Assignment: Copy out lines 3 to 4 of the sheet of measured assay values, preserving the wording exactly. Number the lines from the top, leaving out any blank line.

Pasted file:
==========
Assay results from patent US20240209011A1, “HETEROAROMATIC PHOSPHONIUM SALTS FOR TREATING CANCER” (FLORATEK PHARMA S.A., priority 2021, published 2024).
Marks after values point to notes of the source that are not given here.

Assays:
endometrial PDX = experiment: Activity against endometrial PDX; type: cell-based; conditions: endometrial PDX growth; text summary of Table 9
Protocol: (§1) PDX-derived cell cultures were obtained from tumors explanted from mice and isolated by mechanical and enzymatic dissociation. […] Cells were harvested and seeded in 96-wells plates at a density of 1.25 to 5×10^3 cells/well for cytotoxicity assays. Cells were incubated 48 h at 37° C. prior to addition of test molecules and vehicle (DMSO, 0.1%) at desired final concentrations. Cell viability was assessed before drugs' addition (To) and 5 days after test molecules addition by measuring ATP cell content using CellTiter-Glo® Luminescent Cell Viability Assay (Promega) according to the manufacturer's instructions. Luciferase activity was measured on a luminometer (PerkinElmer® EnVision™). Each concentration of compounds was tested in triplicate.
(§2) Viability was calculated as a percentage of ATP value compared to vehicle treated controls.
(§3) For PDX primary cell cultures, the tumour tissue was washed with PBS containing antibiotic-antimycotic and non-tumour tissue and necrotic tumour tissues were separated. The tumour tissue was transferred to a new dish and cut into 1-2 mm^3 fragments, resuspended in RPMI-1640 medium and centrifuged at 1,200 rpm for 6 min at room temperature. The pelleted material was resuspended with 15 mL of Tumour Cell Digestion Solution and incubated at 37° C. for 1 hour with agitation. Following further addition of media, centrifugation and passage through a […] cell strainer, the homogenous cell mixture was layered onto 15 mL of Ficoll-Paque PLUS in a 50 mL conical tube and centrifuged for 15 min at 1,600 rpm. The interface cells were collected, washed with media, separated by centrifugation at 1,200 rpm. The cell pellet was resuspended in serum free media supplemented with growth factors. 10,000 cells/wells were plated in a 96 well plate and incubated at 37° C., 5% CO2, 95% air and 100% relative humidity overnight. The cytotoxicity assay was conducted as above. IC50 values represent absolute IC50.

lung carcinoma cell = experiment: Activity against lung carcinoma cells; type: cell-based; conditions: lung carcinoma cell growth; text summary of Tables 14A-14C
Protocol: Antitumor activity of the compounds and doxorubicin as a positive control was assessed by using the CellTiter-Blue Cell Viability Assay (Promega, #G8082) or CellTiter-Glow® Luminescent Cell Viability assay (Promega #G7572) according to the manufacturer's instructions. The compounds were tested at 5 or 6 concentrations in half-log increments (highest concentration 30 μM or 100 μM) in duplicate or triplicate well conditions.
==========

Assays:
endometrial PDX = experiment: Activity against endometrial PDX; type: cell-based; conditions: endometrial PDX growth; text summary of Table 9